By Stewart Gandolf
Chief Executive Officer
It doesn’t matter if the vacant chair is for a medical assistant, practice representative, healthcare marketing assistant, Physician Assistant or for clerical/reception duties…there’s a big difference between “hiring” and “talent acquisition.”
In our experience, the former is usually a bit of a “hope-for-the-best” game, and the odds of winning are not in your favor. On the other hand, the latter is a multi-step process—we call it a Talent Acquisition Guide—that effectively reduces risk and brings forward genuine talent for the practice.“Hiring” is usually a pain in so many ways. (No doubt you can relate.) Until you go through the tedious tasks of finding and sorting candidates, conducting first and second interviews, hiring, etc., office productivity crawls. While the office is short-handed (more than usual), everyone seems tense while trying to pick up the slack. You get the picture. Been there, done that. Arrrgggh!
Not to belabor the negative, but “hiring” can be a shot in the dark. You hold your breath and hope (perhaps pray) that the “new hire” somehow “works out” and is at least “adequate” to the task.
What you NEED is someone who is well qualified for the open position. But what you really want is much more than experience, education and training. In addition, you REALLY WANT qualifications that are not on the resume. You’re looking to hire someone who:
- Personifies the brand qualities of the practice;
- Is service minded and enjoys working with the public;
- Can hit the ground running;
- Wants to work and has a strong worth ethic;
- Fits well with the office culture and as a team member;
- Can interact comfortably with prospective and current patients;
- Has leadership and growth potential;
- Can think on their feet and solve problems;
- Is able work with minimum supervision; and
- Is “battle tested” and doesn’t become overwhelmed.
Using talent acquisition steps…
According to Zac Wright, our Staff Training Director, “Our talent acquisition system is effective because the application process itself challenges prospective applicants to follow instructions, find their own solutions, and demonstrate personal initiative.” It’s a process that brings out the best qualities in good prospects (and helps disqualify other prospects).
The Talent Acquisition Guide is a unique process, and Zac doesn’t want to reveal all of the magic that makes this work. But here are a few insights about how the system is different from conventional, and less effective, hiring approaches.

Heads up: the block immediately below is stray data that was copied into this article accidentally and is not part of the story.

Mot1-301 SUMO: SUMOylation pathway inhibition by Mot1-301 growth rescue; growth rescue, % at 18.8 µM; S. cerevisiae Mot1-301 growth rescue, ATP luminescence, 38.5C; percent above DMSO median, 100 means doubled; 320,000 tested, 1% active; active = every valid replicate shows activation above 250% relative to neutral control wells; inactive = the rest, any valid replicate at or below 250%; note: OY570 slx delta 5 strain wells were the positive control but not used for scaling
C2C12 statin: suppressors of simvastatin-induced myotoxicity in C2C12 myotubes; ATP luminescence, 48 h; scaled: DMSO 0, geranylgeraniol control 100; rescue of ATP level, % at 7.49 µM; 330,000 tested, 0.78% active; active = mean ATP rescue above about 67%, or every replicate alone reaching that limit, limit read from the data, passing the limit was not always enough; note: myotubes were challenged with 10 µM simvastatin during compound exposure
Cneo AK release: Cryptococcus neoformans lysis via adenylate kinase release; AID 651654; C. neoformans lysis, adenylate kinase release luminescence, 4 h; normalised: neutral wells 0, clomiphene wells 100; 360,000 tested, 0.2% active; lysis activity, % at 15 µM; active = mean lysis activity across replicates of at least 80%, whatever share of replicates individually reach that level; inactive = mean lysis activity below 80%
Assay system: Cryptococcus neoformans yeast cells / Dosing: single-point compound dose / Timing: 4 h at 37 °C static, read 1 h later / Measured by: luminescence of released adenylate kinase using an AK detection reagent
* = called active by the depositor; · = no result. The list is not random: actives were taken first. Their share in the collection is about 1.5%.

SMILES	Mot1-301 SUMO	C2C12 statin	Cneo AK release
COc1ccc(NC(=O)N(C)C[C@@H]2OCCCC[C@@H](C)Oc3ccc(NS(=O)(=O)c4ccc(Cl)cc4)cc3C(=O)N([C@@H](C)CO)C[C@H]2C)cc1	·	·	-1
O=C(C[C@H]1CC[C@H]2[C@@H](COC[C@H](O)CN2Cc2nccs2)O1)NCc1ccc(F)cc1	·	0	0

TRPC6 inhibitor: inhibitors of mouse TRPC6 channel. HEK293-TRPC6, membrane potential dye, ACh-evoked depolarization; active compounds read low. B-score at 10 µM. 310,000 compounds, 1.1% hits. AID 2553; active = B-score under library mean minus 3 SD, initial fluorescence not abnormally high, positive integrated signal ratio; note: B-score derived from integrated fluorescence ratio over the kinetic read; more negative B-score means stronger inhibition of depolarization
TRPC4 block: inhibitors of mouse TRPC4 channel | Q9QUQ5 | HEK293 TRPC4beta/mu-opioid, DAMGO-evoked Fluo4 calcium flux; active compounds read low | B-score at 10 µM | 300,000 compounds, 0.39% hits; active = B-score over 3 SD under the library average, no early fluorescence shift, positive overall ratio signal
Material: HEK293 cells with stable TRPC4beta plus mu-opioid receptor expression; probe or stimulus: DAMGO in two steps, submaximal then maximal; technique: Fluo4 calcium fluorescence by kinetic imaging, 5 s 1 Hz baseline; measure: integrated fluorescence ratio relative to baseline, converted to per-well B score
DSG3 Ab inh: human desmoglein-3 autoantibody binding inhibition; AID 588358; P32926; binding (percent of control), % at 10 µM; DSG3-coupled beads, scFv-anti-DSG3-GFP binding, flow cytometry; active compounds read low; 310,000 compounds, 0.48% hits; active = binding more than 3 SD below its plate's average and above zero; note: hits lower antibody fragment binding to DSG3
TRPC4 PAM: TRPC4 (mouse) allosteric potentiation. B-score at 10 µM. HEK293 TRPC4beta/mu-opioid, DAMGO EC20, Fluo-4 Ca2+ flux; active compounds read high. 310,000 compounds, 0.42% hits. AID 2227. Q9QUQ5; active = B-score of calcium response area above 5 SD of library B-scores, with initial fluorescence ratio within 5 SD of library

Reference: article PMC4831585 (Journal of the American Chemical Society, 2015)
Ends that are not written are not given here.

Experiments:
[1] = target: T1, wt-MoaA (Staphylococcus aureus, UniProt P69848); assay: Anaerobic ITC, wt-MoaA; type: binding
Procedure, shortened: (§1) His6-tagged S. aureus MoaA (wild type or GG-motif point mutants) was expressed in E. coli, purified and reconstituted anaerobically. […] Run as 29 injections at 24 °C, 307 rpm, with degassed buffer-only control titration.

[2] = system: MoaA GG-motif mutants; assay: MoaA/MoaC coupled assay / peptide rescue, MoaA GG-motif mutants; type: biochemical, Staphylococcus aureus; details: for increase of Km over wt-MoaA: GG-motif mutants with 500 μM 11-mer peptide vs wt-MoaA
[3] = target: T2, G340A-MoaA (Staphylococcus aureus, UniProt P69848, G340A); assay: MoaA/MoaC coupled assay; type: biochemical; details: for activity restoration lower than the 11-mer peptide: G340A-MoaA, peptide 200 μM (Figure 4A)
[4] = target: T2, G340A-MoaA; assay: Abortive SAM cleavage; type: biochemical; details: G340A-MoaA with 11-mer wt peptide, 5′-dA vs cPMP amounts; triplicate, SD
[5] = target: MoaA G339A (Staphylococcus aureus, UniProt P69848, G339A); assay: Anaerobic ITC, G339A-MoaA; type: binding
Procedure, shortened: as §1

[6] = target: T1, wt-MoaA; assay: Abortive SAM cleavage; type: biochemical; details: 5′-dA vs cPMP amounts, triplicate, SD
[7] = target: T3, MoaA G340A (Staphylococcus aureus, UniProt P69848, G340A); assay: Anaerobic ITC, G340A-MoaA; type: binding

- An open position is advertised in cost-effective, local media that is outside of the typical “job posting” spots. Among other things, this helps reach qualified working people, not just individuals who are searching.
- Applicants receive specific and detailed instructions as to how to apply for the job. Individuals who don’t have the initiative to follow the process steps eliminate themselves from consideration.
- In a subsequent step, Zac and his staff further screen candidates to save time for the medical practice. This helps identify the stronger prospects; individuals with talent and who present themselves professionally, can express themselves articulately, and can, without preparation, handle an on-the-spot task assignment.
There’s more to the entire system of course. Altogether, the Talent Acquisition Guide has eight to 10 steps that challenge the applicant to do a lot more than to simply submit a boilerplate resume. There’s nothing too difficult here, but the candidates that work through the process steps—and deserving an in-office, face-to-face interview—have already demonstrated their initiative and personal work qualities.
In healthcare marketing it is the quality and talent of the final candidates that makes the difference between simply “hiring” and “talent acquisition.” Offices that need to fill an existing position, or want to expand their practice, are able to hire with greater confidence that the prospect has the professional and personal skills to do the job and help the practice grow.